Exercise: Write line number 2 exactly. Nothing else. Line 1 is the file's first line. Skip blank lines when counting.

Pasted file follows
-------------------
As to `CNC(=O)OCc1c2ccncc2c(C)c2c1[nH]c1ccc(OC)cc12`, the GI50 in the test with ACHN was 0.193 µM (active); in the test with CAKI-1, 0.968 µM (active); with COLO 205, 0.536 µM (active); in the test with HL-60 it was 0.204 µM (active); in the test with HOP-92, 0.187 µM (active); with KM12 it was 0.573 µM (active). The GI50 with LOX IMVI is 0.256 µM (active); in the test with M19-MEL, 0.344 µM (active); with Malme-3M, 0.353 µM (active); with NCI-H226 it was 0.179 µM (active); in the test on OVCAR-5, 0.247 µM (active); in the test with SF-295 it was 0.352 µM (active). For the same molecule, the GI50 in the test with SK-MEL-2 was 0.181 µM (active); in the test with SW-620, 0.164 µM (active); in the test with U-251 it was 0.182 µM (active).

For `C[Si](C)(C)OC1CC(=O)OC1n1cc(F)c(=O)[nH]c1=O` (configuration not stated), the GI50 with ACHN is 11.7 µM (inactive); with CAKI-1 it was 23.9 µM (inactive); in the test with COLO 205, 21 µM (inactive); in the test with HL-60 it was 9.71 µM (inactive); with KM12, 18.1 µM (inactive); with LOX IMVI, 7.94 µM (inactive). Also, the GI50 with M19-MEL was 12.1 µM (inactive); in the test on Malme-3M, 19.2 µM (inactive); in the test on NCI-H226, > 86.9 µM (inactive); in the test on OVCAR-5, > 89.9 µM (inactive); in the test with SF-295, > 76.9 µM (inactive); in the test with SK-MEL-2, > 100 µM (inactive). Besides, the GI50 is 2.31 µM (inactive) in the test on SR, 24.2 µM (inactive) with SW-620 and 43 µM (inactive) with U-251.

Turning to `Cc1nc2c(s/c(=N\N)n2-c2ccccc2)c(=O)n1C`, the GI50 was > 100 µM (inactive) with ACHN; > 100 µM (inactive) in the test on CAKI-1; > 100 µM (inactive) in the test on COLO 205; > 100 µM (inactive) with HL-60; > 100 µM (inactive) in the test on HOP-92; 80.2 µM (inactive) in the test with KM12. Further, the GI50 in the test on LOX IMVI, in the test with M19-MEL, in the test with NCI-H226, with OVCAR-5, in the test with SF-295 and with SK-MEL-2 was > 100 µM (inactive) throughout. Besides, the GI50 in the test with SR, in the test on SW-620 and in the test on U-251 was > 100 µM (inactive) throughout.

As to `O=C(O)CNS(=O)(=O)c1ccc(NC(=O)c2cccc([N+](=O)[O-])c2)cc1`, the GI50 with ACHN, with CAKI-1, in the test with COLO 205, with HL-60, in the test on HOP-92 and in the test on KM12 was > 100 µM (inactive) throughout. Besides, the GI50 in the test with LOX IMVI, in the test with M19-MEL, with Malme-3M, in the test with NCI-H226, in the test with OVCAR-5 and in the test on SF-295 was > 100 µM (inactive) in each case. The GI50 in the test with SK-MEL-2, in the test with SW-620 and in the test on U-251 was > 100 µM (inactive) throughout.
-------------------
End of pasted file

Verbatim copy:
For `C[Si](C)(C)OC1CC(=O)OC1n1cc(F)c(=O)[nH]c1=O` (configuration not stated), the GI50 with ACHN is 11.7 µM (inactive); with CAKI-1 it was 23.9 µM (inactive); in the test with COLO 205, 21 µM (inactive); in the test with HL-60 it was 9.71 µM (inactive); with KM12, 18.1 µM (inactive); with LOX IMVI, 7.94 µM (inactive). Also, the GI50 with M19-MEL was 12.1 µM (inactive); in the test on Malme-3M, 19.2 µM (inactive); in the test on NCI-H226, > 86.9 µM (inactive); in the test on OVCAR-5, > 89.9 µM (inactive); in the test with SF-295, > 76.9 µM (inactive); in the test with SK-MEL-2, > 100 µM (inactive). Besides, the GI50 is 2.31 µM (inactive) in the test on SR, 24.2 µM (inactive) with SW-620 and 43 µM (inactive) with U-251.